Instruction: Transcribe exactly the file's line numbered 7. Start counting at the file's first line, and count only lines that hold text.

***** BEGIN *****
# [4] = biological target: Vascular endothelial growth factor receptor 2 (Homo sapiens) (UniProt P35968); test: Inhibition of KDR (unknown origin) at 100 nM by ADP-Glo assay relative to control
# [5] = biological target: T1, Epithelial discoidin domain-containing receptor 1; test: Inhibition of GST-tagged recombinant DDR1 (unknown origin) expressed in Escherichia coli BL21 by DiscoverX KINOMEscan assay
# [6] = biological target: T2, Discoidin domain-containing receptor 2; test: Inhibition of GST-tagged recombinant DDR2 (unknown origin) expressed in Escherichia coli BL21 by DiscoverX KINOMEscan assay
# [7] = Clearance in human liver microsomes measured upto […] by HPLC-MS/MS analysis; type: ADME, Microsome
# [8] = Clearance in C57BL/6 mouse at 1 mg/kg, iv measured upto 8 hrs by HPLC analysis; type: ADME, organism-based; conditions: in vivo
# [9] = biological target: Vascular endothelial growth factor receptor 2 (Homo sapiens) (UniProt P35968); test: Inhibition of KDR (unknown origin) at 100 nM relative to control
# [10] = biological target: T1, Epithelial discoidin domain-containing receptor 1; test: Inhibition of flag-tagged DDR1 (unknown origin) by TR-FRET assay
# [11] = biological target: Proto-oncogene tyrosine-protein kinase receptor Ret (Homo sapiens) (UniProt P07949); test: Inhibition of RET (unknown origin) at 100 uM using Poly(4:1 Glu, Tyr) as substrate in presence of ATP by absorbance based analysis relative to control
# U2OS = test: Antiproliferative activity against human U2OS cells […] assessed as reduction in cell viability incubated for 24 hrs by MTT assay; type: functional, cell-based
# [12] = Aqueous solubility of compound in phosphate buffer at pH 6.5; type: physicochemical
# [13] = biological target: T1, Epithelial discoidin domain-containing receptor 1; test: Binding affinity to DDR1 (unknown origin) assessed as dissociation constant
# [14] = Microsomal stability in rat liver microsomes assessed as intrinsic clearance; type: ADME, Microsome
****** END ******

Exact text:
# [10] = biological target: T1, Epithelial discoidin domain-containing receptor 1; test: Inhibition of flag-tagged DDR1 (unknown origin) by TR-FRET assay